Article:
David Keith McCallum, Jr. (born 19 September 1933) is a Scottish actor and musician. He is best known for his roles as Illya Kuryakin, a Russian-born secret agent, in the 1960s television series The Man from U.N.C.L.E., as interdimensional operative Steel in Sapphire & Steel, and Dr. Donald "Ducky" Mallard in the series NCIS.

He was married to actress Jill Ireland from 1957 to 1967. They had three sons: Paul, Jason – an adopted son who died from an accidental drug overdose in 1989 – and Valentine. He introduced Ireland to Charles Bronson when both were filming The Great Escape. A few years later, she left McCallum and married Bronson.

He has been married to Katherine Carpenter since 1967. They have a son, Peter, and a daughter, Sophie. David and Katherine McCallum are active with charitable organizations that support the United States Marine Corps: Katherine’s father was a Marine who served in the Battle of Iwo Jima, and her brother lost his life in the Vietnam War.

David and Katherine McCallum live in New York.

Jill Dorothy Ireland (April 24, 1936 – May 18, 1990) was an English actress, best known for her many films with her second husband, Charles Bronson.

Ireland was diagnosed with breast cancer in 1984. After her diagnosis, Ireland wrote two books chronicling her battle with the disease (at the time of her death, she was writing a third book) and became a spokesperson for the American Cancer Society. In 1988, she testified before Congress about medical costs and was awarded the Medal of Courage from then-President Ronald Reagan.

On May 18, 1990, Ireland died of breast cancer at her home in Malibu, California.

For her contribution to the motion picture industry, Jill Ireland has a star on the Hollywood Walk of Fame at 6751 Hollywood Boulevard.

In 1991, Jill Clayburgh portrayed Ireland in the made-for-television movie Reason for Living: The Jill Ireland Story, which told of her later years, including her fight with cancer.

David Lewis Jacobs CBE (born 19 May 1926) is a British actor and broadcaster who rose to prominence as presenter of the peak-time BBC Television show Juke Box Jury and of the BBC Radio 4 political forum, Any Questions?

Jacobs was born in London and educated at Strand School. He served in the Royal Navy from 1944 to 1947, and first broadcast on Navy Mixture in 1944. He became an announcer with the British Forces Broadcasting Service and was chief announcer on Radio SEAC in Ceylon (1945-47). He was later assistant-station director.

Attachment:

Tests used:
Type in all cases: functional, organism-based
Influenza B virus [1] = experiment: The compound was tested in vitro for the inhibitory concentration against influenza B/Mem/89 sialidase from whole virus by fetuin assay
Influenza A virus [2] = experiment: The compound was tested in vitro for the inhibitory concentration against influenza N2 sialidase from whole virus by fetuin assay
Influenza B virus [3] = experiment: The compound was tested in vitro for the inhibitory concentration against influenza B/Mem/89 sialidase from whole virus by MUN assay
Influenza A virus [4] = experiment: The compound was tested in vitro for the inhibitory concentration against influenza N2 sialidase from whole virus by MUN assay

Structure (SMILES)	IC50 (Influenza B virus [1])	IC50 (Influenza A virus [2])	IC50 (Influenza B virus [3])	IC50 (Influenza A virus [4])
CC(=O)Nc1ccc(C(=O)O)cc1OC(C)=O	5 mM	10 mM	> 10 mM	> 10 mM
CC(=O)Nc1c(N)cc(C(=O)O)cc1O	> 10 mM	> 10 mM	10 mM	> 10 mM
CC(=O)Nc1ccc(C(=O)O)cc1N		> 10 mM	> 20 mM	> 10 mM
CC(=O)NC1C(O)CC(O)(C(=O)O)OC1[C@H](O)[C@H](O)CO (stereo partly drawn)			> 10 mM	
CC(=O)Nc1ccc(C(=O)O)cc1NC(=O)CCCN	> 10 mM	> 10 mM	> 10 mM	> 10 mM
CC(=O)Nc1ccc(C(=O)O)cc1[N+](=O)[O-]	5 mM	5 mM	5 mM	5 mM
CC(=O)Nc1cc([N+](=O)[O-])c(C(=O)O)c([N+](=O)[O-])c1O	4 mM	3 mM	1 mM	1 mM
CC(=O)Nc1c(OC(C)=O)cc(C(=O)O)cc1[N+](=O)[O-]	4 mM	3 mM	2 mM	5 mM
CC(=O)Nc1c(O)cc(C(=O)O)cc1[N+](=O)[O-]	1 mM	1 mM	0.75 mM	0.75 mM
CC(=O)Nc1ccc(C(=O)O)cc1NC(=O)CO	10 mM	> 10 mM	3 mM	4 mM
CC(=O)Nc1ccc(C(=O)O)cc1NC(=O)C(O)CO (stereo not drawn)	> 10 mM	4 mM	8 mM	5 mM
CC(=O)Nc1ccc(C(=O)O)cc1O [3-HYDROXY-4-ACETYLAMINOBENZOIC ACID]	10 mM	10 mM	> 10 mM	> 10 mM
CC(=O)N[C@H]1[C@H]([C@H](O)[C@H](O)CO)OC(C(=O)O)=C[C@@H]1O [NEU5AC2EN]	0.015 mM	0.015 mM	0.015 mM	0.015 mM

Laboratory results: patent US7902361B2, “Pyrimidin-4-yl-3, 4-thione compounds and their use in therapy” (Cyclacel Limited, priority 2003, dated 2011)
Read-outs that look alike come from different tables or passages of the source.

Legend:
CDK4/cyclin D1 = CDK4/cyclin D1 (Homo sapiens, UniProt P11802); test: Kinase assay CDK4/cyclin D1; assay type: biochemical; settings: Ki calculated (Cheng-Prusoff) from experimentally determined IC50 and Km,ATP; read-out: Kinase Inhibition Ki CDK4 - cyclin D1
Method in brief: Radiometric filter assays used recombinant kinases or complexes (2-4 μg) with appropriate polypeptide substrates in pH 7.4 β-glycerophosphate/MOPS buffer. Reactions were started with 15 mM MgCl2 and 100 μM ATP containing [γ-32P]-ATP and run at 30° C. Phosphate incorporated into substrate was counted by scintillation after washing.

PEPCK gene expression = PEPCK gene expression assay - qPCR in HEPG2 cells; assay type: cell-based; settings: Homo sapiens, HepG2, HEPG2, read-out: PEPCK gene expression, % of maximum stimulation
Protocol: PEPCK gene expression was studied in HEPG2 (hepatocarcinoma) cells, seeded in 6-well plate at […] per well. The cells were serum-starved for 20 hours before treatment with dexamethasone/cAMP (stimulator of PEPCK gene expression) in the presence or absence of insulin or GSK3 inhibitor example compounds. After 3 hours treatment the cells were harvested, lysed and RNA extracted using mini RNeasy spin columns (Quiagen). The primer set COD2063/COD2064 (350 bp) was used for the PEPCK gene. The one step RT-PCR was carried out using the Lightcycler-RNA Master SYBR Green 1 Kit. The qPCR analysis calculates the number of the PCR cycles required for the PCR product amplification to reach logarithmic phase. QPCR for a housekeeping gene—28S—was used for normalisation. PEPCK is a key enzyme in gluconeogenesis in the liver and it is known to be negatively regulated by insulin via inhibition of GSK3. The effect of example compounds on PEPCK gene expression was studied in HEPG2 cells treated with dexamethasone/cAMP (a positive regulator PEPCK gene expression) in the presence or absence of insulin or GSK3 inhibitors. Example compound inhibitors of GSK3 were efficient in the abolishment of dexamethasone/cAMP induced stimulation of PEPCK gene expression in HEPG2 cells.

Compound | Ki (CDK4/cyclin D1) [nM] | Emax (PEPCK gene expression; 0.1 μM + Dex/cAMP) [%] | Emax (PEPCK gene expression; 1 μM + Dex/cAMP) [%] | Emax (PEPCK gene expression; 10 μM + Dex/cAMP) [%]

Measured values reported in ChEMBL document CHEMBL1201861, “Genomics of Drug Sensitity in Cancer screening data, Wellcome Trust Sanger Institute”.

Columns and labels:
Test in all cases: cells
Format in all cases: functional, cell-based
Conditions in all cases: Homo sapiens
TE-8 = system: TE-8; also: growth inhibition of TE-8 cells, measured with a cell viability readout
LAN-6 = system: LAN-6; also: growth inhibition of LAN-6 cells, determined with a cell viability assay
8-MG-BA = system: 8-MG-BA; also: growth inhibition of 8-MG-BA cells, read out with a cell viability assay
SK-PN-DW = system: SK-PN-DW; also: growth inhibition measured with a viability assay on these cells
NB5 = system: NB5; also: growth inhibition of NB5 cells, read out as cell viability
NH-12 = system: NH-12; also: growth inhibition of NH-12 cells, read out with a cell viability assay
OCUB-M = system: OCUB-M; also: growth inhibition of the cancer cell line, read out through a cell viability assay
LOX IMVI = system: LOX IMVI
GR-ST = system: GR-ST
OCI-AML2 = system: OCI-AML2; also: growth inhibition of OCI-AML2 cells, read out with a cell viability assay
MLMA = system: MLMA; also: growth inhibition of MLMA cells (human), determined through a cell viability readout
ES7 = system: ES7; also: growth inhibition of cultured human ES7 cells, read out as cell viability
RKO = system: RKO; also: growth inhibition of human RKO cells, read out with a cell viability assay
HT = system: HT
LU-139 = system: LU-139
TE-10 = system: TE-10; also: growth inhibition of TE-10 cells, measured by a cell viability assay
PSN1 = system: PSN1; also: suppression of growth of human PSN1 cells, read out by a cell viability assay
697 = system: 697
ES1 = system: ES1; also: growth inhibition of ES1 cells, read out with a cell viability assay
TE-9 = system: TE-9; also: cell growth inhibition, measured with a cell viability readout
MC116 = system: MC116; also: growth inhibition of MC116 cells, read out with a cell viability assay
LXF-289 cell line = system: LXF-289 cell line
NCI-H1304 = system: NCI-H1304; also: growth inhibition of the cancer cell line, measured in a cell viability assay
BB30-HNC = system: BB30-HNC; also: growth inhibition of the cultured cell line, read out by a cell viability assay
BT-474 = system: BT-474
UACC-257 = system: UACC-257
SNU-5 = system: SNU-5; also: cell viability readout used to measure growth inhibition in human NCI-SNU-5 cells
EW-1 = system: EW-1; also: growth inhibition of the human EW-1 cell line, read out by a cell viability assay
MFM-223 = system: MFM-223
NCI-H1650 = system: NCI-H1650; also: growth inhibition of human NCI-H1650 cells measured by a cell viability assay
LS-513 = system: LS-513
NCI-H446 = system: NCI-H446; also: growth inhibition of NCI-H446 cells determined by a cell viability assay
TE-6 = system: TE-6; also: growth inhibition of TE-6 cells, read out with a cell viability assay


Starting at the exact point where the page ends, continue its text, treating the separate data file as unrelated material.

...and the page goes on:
A BBC staff announcer in the early 1950s, his voice eerily intoned the title for many of the 53 episodes of the popular space adventure series Journey Into Space. He also played no fewer than 22 acting parts in the course of the series.

He also broadcast on Radio Luxembourg.

Jacobs became best known as presenter of Juke Box Jury on BBC television between 1959 and 1967. He was one of the four original presenters of Top of the Pops when it started in 1964. He had earlier, between 1957 and 1961, established the chart show format of the Light Programme’s Pick of the Pops, to which he briefly returned in 1962.

Between 1957 and 1966 Jacobs was the presenter of A Song for Europe and did the UK commentary at several Eurovision Song Contests. He hosted the popular panel game What’s My Line? when it was revived on BBC2 from 1973 to 1974. In 1973 he hosted a short-lived version of the American game show The Who, What, or Where Game.

From December 1967 until July 1983 Jacobs chaired the influential Radio 4 live topical debate programme Any Questions? One episode notoriously descended into chaos when some of the audience heckled Enoch Powell: they were evicted, and a stone was thrown through the stained-glass window of the church from which the programme was being broadcast. Jacobs later for a time presented a similar series called Questions for TVS.

Jacobs appeared as himself in the 1974 film Stardust, compèring a 1960s award ceremony. He also appeared as himself in an episode of the BBC sitcom Some Mothers Do ‘Ave ‘Em, where he played the presenter of a fictional home improvement show.